Thymic epithelial tumors are usually of soft tissue attenuation and are usually located between the sternum and great vessels. A cystic component is common and calcification can be seen in as high as 10-50% of patients which tends to be small and more commonly peripherally located. Although calcifications are most commonly seen in more malignant types of thymic neoplasm, individually they are not considered a discriminatory finding. Of interest, CT findings can predict histology as described by the WHO classification scheme for thymic epithelial tumors and thus by extension prognosis 5-6.
type A: tumors (medullary histology thymomas), are typically rounded, smooth or somewhat lobulated masses of soft tissue attenuation
type B: tumors more frequently demonstrate calcification, although calcification is also frequently seen in thymic carcinoma 6
tumors (thymic carcinoma) usually demonstrate an invasion of mediastinal fat or mediastinal structures and are usually much larger than type A or B tumors
mediastinal lymph node enlargement may be present although the reported frequency of this finding varies widely (13-44%) 6
Pleural seeding is seen in invasive thymoma or thymic carcinoma.
T1: isointense to slightly hyperintense signal compared to muscle 5-6,8
heterogeneous signal, slightly higher than muscle 1,5-6
cystic areas may be seen, especially in larger tumors 1
fibrous septa crossing the mass are of low signal intensity 1
in/out phase imaging: typically no signal drop out, i.e. no chemical shift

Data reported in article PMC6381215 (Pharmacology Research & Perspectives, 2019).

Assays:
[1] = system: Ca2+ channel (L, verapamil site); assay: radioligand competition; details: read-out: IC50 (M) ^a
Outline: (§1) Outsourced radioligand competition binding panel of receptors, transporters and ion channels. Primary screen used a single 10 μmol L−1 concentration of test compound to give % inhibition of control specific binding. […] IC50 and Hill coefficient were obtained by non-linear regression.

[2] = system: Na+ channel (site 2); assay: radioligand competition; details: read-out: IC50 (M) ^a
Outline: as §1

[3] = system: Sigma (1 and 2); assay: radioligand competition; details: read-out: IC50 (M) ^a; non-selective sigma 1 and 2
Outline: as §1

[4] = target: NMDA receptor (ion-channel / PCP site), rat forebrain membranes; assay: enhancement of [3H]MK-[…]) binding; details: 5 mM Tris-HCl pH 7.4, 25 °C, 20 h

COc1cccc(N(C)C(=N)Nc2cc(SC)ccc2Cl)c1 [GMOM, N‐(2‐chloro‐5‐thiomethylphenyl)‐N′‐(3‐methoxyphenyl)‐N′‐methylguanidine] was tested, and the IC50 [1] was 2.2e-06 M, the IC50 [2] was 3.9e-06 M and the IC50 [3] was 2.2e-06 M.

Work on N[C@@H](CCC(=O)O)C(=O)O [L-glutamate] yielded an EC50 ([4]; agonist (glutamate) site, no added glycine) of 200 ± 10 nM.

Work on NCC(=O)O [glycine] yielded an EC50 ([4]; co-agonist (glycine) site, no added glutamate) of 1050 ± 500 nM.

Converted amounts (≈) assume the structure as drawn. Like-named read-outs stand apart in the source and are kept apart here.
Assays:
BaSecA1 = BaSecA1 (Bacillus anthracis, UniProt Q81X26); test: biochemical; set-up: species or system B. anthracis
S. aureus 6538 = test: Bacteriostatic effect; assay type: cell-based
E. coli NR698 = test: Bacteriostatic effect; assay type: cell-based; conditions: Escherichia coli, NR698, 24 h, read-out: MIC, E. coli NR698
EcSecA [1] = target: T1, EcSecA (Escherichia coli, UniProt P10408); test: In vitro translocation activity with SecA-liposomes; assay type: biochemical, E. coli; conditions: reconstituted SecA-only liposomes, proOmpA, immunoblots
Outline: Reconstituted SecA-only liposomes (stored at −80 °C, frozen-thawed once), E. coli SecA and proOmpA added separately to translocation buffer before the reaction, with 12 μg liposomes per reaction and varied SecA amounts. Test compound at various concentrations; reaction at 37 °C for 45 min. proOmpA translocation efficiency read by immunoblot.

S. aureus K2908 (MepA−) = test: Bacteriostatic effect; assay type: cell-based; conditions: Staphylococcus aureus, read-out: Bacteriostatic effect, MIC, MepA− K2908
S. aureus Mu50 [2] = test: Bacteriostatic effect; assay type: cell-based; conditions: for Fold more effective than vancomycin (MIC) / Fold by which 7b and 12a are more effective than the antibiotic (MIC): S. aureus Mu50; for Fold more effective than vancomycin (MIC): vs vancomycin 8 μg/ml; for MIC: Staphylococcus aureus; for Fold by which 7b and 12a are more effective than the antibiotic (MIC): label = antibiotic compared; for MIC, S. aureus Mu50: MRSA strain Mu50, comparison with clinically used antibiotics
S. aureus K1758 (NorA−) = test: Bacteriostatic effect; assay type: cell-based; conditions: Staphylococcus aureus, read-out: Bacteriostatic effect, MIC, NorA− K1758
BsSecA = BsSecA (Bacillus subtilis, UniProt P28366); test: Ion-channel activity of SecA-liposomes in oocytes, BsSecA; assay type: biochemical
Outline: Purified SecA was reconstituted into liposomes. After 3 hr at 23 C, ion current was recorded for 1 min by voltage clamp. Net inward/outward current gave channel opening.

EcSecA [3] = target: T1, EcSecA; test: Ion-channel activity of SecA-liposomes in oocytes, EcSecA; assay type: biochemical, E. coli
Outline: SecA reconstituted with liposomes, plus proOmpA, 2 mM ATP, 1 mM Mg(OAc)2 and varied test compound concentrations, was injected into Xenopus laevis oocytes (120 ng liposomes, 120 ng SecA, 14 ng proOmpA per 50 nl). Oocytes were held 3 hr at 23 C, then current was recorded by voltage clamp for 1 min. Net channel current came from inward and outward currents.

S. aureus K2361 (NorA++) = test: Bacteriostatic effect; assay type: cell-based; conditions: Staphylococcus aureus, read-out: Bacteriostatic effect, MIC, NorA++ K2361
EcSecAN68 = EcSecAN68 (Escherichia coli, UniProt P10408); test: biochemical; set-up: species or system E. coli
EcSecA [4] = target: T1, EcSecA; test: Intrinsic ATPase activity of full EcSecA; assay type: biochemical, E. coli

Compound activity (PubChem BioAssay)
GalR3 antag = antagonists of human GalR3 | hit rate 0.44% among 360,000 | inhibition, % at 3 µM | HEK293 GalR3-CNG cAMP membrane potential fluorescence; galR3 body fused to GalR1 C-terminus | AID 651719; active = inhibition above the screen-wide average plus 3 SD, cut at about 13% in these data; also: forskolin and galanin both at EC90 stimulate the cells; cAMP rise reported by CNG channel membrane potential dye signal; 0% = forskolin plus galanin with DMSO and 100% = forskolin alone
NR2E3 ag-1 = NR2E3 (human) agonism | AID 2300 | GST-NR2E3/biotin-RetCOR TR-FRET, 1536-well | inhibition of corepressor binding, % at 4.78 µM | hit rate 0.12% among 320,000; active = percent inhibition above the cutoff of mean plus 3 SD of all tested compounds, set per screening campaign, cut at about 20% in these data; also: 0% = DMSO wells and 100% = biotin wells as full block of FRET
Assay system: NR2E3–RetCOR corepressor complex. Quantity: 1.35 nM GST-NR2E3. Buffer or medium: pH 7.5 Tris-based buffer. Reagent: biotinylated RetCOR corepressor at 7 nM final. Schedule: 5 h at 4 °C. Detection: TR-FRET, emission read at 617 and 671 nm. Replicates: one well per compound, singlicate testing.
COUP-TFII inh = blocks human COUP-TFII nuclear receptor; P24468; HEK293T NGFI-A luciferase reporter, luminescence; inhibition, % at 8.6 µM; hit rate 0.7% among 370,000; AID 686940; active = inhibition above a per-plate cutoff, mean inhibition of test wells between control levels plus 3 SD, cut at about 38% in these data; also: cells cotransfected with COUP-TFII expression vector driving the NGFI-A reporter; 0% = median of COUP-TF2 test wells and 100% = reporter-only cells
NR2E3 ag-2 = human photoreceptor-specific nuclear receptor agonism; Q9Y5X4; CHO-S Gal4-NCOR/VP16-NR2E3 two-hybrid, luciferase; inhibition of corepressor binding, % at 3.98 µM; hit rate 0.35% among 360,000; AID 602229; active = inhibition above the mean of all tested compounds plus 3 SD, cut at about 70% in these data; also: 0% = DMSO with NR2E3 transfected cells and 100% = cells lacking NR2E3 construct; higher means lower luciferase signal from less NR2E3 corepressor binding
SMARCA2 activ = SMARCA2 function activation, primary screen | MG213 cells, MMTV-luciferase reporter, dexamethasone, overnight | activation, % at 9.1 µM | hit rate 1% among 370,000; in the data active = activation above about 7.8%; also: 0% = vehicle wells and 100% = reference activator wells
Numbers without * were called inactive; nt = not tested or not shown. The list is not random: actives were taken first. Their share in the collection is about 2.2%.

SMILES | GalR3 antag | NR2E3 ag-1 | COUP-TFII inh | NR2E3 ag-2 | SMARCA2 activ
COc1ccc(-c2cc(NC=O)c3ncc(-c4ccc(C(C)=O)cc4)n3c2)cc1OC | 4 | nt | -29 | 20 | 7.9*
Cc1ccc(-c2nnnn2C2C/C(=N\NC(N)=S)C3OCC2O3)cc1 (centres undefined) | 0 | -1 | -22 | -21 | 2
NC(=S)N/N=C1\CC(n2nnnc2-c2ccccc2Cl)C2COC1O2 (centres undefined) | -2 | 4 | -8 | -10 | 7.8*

T1 C+ (Gd): linear regions of enhancement may be seen coursing through the mass, thought to represent fibrous septa 6
Thymic carcinoma has higher FDG-18 PET-CT uptake than other, better differentiated thymic epithelial tumors, as well as normal or hyperplastic thymus. Using an SUV cutoff point of 5.0 high sensitivity (84.6%) and specificity (92.3%) can be achieved when trying to distinguish between thymic carcinoma and thymoma 5.
Treatment and prognosis
Treatment depends on the stage as well as the presence of myasthenia gravis, which dictates earlier surgical excision 9. For thymoma, local excision usually suffices, and complete excision usually results in cure. For invasive thymoma, surgery may still be contemplated if complete excision is thought possible. If not, then down-staging with preoperative chemotherapy may be employed 10.
Surgical resection can be achieved via a number of approaches 9:
video-assisted thoracoscopic thymectomy
transcervical thymectomy (limited exposure)
Radiotherapy is not usually employed for stage I thymomas but has a role in both postsurgical management of resected invasive thymoma or for inoperable invasive tumors, including thymic carcinoma 10.
Prognosis is significantly influenced by the histological type and surgical staging (e.g. Masaoka staging system).
type A, AB and B1 tumors have the best survival (up to 85% 5-year survival) 10
type B2 and B3 tumors have intermediate survival
type C tumors (thymic carcinoma) have the worst survival (35% 5-year survival) 10
Recurrence rates after surgical excision vary between 8-29% depending on the series and type of tumor 6.
The differential for plain radiography is that of an anterior mediastinal mass.
On cross-sectional imaging (CT/MRI), the differential is usually narrowed down to:
thymic rebound, e.g. post chemotherapy